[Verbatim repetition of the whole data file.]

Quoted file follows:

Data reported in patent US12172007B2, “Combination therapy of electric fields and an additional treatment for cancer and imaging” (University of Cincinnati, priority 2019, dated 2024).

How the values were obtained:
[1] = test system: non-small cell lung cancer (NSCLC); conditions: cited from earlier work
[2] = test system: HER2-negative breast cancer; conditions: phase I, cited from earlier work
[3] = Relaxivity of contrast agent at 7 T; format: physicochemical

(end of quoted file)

Data reported in patent US12172007B2, “Combination therapy of electric fields and an additional treatment for cancer and imaging” (University of Cincinnati, priority 2019, dated 2024).

How the values were obtained:
[1] = test system: non-small cell lung cancer (NSCLC); conditions: cited from earlier work
[2] = test system: HER2-negative breast cancer; conditions: phase I, cited from earlier work
[3] = Relaxivity of contrast agent at 7 T; format: physicochemical